A 22-member surgical team at the Johns Hopkins Children's Center successfully performed a rare operation separating five-day-old Siamese twin sisters, hospital officials said yesterday.
The operation was one of about two dozen ever successfully completed, hospital officials said.
The twins, Emily and Francesca Selvaggio, were born Tuesday in Salisbury, Md. They were in serious but stable condition following the 10-hour operation. Joined from the chest to the upper abdominal muscle and rib cartilage, the twins also shared a liver and an umbilical cord and suffered from an intestinal obstruction, according to a hospital statement released last night.
Dr. J. Alex Haller Jr., who headed the team, said the physicians were determined to save both babies' lives. The operation was essentially one of dividing the twins and reconstructing the hole left in their chests and stomachs.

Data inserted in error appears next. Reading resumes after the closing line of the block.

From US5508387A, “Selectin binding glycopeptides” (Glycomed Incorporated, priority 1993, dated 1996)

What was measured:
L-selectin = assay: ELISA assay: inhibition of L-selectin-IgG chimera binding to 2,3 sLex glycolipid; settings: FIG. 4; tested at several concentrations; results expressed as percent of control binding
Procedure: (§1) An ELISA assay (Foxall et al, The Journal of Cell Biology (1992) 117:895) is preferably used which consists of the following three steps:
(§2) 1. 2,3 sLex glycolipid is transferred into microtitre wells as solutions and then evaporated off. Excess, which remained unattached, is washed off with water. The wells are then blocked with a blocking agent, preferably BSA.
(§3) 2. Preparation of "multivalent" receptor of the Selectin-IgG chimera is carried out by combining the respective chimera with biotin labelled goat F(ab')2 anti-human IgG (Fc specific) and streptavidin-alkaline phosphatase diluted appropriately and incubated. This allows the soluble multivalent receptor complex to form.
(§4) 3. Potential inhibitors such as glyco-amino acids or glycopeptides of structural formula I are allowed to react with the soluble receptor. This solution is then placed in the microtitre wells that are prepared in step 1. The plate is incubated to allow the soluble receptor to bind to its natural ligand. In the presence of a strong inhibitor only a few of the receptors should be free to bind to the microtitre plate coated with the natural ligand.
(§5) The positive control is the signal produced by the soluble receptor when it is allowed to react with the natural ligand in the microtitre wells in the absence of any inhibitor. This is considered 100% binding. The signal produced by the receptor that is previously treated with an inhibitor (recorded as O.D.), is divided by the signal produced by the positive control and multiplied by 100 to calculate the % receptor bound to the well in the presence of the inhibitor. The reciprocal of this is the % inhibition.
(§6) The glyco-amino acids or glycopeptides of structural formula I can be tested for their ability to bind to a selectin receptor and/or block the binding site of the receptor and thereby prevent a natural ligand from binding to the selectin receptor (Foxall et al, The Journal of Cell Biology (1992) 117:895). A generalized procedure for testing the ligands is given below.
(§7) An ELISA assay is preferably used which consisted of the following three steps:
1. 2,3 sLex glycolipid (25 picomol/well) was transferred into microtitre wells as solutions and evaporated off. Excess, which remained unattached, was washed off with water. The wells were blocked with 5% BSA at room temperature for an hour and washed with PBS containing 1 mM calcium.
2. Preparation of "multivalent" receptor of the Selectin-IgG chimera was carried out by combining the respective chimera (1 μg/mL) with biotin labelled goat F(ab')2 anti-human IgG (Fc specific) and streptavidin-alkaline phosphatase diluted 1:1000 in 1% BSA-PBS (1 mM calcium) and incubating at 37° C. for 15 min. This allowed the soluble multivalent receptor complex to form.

The babies were delivered Tuesday at a Salisbury hospital, weighing a total of 15 lbs. and were brought to Hopkins, about 150 miles away, by ambulance. Their parents are Charles and Carol Selvaggio of Dagsboro, Del.
Extensive tests, including CAT scans and ultrasound, were conducted at the hospital's Neonatal Intensive Care Unit.
"Our first and most important finding was that the girls had two separate hearts," Haller said. He did not know until the operation that the hearts were in two separate normal sacs, according to hospital officials.
The fused liver was the most serious problem, because of potential blood loss and shock from cutting the organ.
The surgical team worked on the twins for 10 hours and took special logistical precautions. They separated into two teams--one group wearing white, the other blue surgical gowns--so there would be no confusion about which baby they were monitoring.
After the twins were separated, a second team of surgeons headed by Dr. David L. Didgein, closed the raw edges of the liver, repaired and reconstructed the intestines and closed the large abdominal wound. Because the twins did not have sufficient abdominal wall, surgeons used plastic mesh to fill the gap.